More than that: you can even choose to have the Pop-Up shows when the visitor wants to leave the website.
Most people like to subscribe @ this one, because they’ve liked the content on the blog and they realize that “yeah, I should get more stuff like this from these guys. They had cool things on this website.”
3) Feature Box
First proposed and made popular by Derek Halpem of Social Triggers, a feature box is a large .. well it’s a Box.
It’s placed above the content on a blog (above the content, NOT over the content, so it’s not a pop-up).
It presents a snapshot of what the blog is all about and gives incentives for people to sign-up and become leads of that website.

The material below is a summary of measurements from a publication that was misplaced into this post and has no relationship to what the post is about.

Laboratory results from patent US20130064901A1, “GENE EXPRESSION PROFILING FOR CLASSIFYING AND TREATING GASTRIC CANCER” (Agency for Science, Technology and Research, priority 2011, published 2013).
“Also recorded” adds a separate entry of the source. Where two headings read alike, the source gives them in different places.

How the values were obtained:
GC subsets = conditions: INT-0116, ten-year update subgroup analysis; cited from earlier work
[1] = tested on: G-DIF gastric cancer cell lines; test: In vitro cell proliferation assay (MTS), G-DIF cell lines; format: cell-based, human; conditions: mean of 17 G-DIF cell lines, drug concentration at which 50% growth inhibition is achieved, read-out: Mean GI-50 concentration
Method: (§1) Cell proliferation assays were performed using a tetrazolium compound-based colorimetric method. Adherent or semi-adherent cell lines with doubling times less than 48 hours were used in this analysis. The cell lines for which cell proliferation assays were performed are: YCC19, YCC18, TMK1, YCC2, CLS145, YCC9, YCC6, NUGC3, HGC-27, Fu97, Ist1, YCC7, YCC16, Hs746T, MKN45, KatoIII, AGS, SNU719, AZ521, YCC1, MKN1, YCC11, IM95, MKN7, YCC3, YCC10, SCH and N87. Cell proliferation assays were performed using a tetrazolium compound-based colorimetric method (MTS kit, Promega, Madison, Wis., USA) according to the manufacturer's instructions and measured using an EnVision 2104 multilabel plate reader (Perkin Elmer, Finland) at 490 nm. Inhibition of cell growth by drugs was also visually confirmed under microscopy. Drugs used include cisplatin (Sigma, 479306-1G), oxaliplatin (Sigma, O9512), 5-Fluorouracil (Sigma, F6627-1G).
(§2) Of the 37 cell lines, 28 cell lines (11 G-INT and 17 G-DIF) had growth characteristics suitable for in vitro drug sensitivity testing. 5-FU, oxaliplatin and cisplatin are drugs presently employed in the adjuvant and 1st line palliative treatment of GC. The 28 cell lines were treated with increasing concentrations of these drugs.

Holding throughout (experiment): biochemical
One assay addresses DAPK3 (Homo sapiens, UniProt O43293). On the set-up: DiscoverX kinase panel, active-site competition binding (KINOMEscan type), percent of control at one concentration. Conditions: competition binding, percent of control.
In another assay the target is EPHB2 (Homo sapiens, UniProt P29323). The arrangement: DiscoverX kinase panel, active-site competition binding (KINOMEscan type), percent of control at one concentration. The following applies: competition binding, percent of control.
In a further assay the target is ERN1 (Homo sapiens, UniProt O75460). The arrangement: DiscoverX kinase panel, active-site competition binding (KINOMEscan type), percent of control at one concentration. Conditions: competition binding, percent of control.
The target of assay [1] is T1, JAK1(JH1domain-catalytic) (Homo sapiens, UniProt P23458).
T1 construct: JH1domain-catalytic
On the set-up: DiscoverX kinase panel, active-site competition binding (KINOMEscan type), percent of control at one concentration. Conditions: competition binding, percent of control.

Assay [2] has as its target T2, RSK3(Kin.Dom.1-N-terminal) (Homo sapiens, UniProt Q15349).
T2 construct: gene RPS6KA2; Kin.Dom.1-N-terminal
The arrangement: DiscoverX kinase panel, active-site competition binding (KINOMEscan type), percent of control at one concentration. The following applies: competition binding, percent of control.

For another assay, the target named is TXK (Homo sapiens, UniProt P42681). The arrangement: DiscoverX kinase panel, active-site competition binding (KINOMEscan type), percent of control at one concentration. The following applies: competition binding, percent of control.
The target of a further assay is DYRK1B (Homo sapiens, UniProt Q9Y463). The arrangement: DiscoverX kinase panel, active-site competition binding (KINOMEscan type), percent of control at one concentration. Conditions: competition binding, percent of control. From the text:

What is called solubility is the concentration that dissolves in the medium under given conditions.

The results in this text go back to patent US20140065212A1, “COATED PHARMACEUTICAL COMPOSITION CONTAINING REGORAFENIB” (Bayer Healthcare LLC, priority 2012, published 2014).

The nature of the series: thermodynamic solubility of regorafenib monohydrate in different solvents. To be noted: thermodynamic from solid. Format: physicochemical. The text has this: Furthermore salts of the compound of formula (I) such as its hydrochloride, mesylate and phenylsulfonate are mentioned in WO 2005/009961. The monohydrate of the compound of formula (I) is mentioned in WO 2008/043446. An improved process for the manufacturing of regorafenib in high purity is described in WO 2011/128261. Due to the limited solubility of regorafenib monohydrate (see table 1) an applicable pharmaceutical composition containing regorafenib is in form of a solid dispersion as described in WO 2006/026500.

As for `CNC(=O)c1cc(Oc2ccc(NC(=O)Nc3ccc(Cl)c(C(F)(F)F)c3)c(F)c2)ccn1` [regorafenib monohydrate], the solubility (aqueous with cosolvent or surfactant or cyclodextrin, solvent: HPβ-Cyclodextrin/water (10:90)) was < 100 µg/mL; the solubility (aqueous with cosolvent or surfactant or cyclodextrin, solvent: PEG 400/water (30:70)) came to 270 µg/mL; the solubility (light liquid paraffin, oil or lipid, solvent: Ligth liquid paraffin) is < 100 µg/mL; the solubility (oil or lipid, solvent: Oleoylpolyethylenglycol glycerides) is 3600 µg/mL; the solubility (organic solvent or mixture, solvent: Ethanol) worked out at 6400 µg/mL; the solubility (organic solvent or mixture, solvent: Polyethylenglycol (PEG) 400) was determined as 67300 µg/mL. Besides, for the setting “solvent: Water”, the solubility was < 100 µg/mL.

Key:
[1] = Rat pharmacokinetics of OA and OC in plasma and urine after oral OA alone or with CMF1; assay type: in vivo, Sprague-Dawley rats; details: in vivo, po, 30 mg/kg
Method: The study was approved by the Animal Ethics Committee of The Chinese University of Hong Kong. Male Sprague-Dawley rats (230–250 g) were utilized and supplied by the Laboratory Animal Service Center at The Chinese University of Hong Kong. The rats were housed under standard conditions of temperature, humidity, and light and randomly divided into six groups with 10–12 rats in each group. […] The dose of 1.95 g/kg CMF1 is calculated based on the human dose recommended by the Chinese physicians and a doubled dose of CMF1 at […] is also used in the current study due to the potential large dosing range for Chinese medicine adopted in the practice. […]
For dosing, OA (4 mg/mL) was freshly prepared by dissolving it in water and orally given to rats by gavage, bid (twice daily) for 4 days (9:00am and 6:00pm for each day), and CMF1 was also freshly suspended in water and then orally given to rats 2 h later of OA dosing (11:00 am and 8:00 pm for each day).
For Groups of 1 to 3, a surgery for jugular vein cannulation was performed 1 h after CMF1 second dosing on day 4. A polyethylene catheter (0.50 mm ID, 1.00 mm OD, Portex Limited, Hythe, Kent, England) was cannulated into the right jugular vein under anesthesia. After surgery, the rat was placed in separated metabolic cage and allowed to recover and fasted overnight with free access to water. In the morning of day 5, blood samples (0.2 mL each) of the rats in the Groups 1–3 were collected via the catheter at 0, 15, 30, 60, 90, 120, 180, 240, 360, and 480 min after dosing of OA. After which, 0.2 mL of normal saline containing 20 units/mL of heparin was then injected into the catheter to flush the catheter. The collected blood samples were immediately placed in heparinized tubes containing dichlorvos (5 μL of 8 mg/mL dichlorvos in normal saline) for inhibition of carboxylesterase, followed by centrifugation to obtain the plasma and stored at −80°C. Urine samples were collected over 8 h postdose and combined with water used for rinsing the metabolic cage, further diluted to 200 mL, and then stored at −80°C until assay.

You can pitch the benefits of your newsletter (or your Ebook, or your course, free consultancy, etc.)
Few other places on your website will give you the ability to explain why your site is worth signing up for.
In the beginning, when Squirrly as a Company had just the WordPress SEO software, we used this idea. It worked amazingly well for bringing us leads for our software.
The conversion rate from email subscriber to customer was really big. It converted much better than other channels we were trying out back then.
Here are some examples from other companies using Feature Boxes.
Okay, now we’ve had plenty of things to go through in this one lesson.
We’ve managed to cover 3 of the 12 conversion elements that you could use on your website to capture Leads. In the next lesson we’ll cover more.
See you soon.